BALTIMORE, July 26, 2010 - American Cable Association President and CEO Matthew M. Polka told the independent cable community that unity is essential in order to overcome the efforts of powerful special interests and to achieve the consumer-friendly reforms sought by ACA and many others.
Polka's call for joint progress came in opening remarks to hundreds of ACA members gathered here for the 5th Annual Independent Cable Show, an important business conclave hosted and organized by ACA and the National Cable Television Cooperative (NCTC), a Lenexa, Kansas-based group that purchases programming and equipment for U.S. cable operators.
In his remarks, Polka ran through the key issues facing the independent cable community, from the Comcast-NBC Universal merger to retransmission consent reform, broadband reclassification and alternatives to current FCC set-top box mandates.
"On every issue we are engaged, decisions that run counter to our interests will exact a serious penalty," Polka said. "In such an environment, I will do everything in my power to ensure that the entire ACA team is pulling in the same direction and that we are capitalizing on every opportunity to win the fight before us."
On the Comcast-NBCU transaction, Polka said ACA has called for meaningful conditions to prevent the Comcast-NBCU merger from inflicting serious harm on consumers and competition by unreasonably raising the price of its marquee cable and broadcast channels in an effort to expand its bottom line and drive up the operating costs of direct competitors, including many ACA members.
"I'm confident that ACA is effectively shining a spotlight on the deeply troubling aspects of this transaction. But make no mistake about it, we have our work cut out for us, and we must stay committed until significant conditions are imposed on the merger by the FCC and Department of Justice," Polka said.
On retransmission consent reform, Polka said that after many years of fighting broadcasters all alone, a coalition reflecting business, consumer and public interest viewpoints has taken form and officially asked the FCC to open a rulemaking. In a petition filed in March, the coalition, now known as the American Television Alliance, asked the FCC to launch a rulemaking proceeding to consider rule changes that would prevent abrupt signal-pulling by TV stations and protect consumers from onerous retransmission consent fee increases.
ACA, Polka noted, believes the FCC also has to examine whether TV stations should be allowed to use their market power to charge small cable providers far more than they charge ACA members' direct competitors.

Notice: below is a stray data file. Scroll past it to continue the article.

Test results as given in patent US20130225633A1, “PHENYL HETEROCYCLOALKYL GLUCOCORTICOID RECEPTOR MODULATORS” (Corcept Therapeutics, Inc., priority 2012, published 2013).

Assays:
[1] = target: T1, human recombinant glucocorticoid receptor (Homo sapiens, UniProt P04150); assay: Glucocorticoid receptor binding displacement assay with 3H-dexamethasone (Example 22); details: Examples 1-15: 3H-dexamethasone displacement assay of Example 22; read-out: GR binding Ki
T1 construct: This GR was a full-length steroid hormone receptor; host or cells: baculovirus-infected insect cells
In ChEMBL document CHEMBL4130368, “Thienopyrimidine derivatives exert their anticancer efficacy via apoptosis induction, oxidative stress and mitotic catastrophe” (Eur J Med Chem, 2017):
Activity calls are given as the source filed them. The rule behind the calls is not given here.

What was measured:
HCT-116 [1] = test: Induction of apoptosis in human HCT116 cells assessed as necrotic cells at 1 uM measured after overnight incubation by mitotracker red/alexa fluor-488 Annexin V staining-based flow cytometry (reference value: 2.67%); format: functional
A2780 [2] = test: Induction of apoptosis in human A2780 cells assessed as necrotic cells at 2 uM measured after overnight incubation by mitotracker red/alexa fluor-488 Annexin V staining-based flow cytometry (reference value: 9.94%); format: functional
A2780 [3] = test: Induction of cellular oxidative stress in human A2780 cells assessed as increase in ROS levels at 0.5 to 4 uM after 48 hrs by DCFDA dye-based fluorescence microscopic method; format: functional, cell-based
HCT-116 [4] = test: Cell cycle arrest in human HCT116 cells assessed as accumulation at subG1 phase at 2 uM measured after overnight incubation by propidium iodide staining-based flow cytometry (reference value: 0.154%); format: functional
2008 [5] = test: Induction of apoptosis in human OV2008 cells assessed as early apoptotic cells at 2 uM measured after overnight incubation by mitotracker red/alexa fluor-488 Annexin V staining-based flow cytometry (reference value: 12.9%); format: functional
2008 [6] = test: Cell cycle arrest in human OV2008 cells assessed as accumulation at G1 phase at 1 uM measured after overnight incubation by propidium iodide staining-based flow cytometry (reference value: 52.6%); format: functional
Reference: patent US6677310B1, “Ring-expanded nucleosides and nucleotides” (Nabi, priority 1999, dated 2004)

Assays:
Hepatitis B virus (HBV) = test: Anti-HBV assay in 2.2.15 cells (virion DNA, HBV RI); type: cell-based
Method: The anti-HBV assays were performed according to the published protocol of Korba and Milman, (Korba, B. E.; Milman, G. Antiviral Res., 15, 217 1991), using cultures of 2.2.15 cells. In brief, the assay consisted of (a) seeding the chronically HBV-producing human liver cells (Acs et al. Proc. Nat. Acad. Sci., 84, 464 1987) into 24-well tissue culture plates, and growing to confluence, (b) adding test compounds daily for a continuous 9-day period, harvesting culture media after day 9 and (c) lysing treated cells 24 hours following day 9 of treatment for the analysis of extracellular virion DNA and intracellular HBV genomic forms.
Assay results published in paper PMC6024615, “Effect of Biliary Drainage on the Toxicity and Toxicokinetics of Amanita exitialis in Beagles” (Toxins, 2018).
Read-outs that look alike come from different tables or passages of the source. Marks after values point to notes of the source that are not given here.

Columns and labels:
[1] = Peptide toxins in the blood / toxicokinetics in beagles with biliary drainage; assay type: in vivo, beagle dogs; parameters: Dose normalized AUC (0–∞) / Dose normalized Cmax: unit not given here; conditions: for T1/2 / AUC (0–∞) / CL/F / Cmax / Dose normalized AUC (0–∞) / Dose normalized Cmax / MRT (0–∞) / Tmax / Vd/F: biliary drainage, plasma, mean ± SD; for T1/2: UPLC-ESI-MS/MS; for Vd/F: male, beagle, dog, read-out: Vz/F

"For real reform to happen, the FCC should prevent broadcasters from charging excessive and discriminatory fees to small cable operators. The agency also needs to restrict the ability of two or more "Big Four" TV stations in the same market from jointly negotiating retransmission consent in a bid to reap outrageously high fees," Polka said.
On broadband reclassification, Polka noted that ACA expected the FCC would engage in closer supervision of broadband access providers, which could have serious consequences for ACA members providing expanded broadband services. In a recent move, the FCC proposed applying some Title II common carrier regulations to cable broadband providers for the first time, in an abrupt departure from the light regulatory approach in place at least since 2002.
"I cannot overstate the business significance to ACA members of the policy change that FCC Chairman Genachowski is attempting to effect. Imposing common carrier obligations on ACA members will significantly increase administrative recordkeeping, reporting and filing burdens and might result in direct economic regulation of broadband access providers," Polka said. "That's why the FCC must conduct a formal rulemaking and quantify the burdens of reclassification on small operators and take steps to lessen or eliminate those burdens."
On Set-Top Box reform, Polka was optimistic and pleased that the FCC has dropped strict reliance on the expensive CableCARD regime in favor of more affordable and consumer-friendly alternatives.
"I'm hopeful that by the end of the year, the FCC will allow all cable operators to deploy inexpensive, integrated HD-capable set-top boxes," Polka said, cautioning that the agency might limit relief to systems with no more than 550 MHz of capacity.
The FCC might replace the CableCARD with something it calls the "AllVid" solution, Polka said, adding that his trade group has not taken a stand on the viability of "AllVid" as a cost-effective innovation.
"I'm concerned that the ‘AllVid' approach could come with large per-headend or per-customer costs that would be very difficult to recover from a small customer base," Polka said. "I hope the FCC does not repeat mistakes of the CableCARD era and hit ACA members with rules that divert valuable capital resources away from the deployment of advanced services, including broadband, in rural and smaller markets."
About the American Cable Association
Based in Pittsburgh, the American Cable Association is a trade organization representing nearly 900 smaller and medium-sized, independent cable companies who provide broadband services for more than 7.6 million cable subscribers primarily located in rural and smaller suburban markets across America. Through active participation in the regulatory and legislative process in Washington, D.C., ACA's members work together to advance the interests of their customers and ensure the future competitiveness and viability of their business. For more information, visit http://www.americancable.org/
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